But even if the police will nearly always work against strikes and for bosses, security officers — without anything like the pay, pensions, or job security of the police — are less dependably anti-labor. Like police, security officers are paid to be on the other side of the picket. But unlike the police, their disloyalty costs hardly more than a cleaners’ wage.
As for those SOs working against the strike — as scabs and also muscle — one striking IWGB member said, ‘‘They’re under control; they are not happy with what they’re doing, they’re being oppressed as well. If they had their way, they would join us.”
Another SO — his first time on strike, like all the SOs — said that his and his colleagues’ view of strikes has already changed: “Now that I’ve done it, now that I’ve seen why [people] do it, why they go on strike, I’m definitely going to support them.”
Cleaning is a physically very demanding job, and handling industrial chemicals and human waste is dangerous — especially when, as Noonan cleaners are, workers are forced to work too quickly. UVW cleaners have demanded equal treatment to every other worker on campus. The quicker students and other trade unionists can support UVW cleaners’ struggle, the quicker the cleaners will win minimally acceptable terms of work.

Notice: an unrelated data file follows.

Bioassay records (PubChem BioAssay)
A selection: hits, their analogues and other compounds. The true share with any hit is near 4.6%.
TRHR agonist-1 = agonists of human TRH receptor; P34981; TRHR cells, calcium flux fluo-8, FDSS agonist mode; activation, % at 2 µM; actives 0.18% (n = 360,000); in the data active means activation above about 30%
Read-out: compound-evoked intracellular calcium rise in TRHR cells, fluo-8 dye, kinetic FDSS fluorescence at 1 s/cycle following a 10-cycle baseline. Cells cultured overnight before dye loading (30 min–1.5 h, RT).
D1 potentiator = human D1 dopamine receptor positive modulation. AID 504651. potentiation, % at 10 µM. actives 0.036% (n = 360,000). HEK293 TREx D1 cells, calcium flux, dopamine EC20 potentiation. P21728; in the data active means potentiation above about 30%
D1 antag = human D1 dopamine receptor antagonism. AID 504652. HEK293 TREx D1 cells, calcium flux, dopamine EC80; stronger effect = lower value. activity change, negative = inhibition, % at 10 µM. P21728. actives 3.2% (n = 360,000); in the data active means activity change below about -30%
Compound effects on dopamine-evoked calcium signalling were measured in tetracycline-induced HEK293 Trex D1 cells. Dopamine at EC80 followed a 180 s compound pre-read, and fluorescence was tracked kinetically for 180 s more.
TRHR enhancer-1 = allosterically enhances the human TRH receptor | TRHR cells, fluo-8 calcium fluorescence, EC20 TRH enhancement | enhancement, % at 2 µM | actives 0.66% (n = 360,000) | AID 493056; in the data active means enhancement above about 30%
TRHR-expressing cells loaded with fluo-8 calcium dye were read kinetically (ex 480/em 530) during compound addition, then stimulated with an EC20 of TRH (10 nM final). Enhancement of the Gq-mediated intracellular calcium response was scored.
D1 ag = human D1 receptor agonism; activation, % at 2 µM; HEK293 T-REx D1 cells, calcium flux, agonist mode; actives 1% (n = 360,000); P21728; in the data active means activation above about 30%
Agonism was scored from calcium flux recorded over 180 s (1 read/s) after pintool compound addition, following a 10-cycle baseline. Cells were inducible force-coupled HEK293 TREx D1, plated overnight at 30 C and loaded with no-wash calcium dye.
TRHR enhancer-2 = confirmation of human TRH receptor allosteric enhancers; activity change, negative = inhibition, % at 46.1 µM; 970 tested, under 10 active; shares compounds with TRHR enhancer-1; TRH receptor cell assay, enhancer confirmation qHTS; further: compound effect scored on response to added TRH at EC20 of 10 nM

SOs have got their own grievance, against an employer that’s profited and profited again from not paying anything like what they promised back in 2012. Now, IWGB SOs and UVW cleaners are working with each other, “fighting for the same thing,” as one SO said.
Other groups need to get involved. As UVW general secretary Petros Elias inveighed today:
There’s a degree of sadism in how LSE has approached this dispute. They’ve forced cleaners to take strike action during exam periods. It’s the game they’ve played. We hope it backfires, and that students’ rage is directed in the right direction.